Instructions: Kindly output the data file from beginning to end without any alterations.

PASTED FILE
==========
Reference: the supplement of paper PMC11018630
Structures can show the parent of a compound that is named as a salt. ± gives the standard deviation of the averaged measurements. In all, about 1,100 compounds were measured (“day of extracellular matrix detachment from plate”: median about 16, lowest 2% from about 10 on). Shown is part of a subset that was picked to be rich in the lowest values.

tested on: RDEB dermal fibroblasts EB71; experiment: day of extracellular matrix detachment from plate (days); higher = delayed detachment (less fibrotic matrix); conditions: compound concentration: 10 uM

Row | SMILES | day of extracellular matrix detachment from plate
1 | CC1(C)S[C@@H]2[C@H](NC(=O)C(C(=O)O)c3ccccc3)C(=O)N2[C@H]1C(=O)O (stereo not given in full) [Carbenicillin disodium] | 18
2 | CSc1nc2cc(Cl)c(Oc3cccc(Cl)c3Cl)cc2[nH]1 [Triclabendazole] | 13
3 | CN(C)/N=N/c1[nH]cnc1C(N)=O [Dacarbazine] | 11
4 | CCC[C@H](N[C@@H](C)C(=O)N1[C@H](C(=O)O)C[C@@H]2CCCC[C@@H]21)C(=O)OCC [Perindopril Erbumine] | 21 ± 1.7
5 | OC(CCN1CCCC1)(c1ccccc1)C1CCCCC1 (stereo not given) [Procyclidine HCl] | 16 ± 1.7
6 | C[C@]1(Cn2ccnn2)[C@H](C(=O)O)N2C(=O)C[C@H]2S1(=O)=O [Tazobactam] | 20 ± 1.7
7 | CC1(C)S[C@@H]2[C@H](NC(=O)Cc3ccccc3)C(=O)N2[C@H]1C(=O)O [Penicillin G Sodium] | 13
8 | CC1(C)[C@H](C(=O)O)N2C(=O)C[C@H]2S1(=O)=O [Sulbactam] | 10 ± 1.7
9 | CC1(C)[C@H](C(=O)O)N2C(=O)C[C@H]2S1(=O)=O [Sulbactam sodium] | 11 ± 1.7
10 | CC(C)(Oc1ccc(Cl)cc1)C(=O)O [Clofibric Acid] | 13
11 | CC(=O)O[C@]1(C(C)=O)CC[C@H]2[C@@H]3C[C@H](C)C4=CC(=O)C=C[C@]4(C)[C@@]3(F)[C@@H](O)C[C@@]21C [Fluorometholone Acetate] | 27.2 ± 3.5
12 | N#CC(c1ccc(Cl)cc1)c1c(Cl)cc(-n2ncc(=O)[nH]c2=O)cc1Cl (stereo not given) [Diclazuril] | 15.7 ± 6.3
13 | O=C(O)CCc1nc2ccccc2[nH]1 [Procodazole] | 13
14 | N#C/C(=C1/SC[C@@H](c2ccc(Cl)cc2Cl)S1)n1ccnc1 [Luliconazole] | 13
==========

Reference: the supplement of paper PMC11018630
Structures can show the parent of a compound that is named as a salt. ± gives the standard deviation of the averaged measurements. In all, about 1,100 compounds were measured (“day of extracellular matrix detachment from plate”: median about 16, lowest 2% from about 10 on). Shown is part of a subset that was picked to be rich in the lowest values.

tested on: RDEB dermal fibroblasts EB71; experiment: day of extracellular matrix detachment from plate (days); higher = delayed detachment (less fibrotic matrix); conditions: compound concentration: 10 uM

Row | SMILES | day of extracellular matrix detachment from plate
1 | CC1(C)S[C@@H]2[C@H](NC(=O)C(C(=O)O)c3ccccc3)C(=O)N2[C@H]1C(=O)O (stereo not given in full) [Carbenicillin disodium] | 18
2 | CSc1nc2cc(Cl)c(Oc3cccc(Cl)c3Cl)cc2[nH]1 [Triclabendazole] | 13
3 | CN(C)/N=N/c1[nH]cnc1C(N)=O [Dacarbazine] | 11
4 | CCC[C@H](N[C@@H](C)C(=O)N1[C@H](C(=O)O)C[C@@H]2CCCC[C@@H]21)C(=O)OCC [Perindopril Erbumine] | 21 ± 1.7
5 | OC(CCN1CCCC1)(c1ccccc1)C1CCCCC1 (stereo not given) [Procyclidine HCl] | 16 ± 1.7
6 | C[C@]1(Cn2ccnn2)[C@H](C(=O)O)N2C(=O)C[C@H]2S1(=O)=O [Tazobactam] | 20 ± 1.7
7 | CC1(C)S[C@@H]2[C@H](NC(=O)Cc3ccccc3)C(=O)N2[C@H]1C(=O)O [Penicillin G Sodium] | 13
8 | CC1(C)[C@H](C(=O)O)N2C(=O)C[C@H]2S1(=O)=O [Sulbactam] | 10 ± 1.7
9 | CC1(C)[C@H](C(=O)O)N2C(=O)C[C@H]2S1(=O)=O [Sulbactam sodium] | 11 ± 1.7
10 | CC(C)(Oc1ccc(Cl)cc1)C(=O)O [Clofibric Acid] | 13
11 | CC(=O)O[C@]1(C(C)=O)CC[C@H]2[C@@H]3C[C@H](C)C4=CC(=O)C=C[C@]4(C)[C@@]3(F)[C@@H](O)C[C@@]21C [Fluorometholone Acetate] | 27.2 ± 3.5
12 | N#CC(c1ccc(Cl)cc1)c1c(Cl)cc(-n2ncc(=O)[nH]c2=O)cc1Cl (stereo not given) [Diclazuril] | 15.7 ± 6.3
13 | O=C(O)CCc1nc2ccccc2[nH]1 [Procodazole] | 13
14 | N#C/C(=C1/SC[C@@H](c2ccc(Cl)cc2Cl)S1)n1ccnc1 [Luliconazole] | 13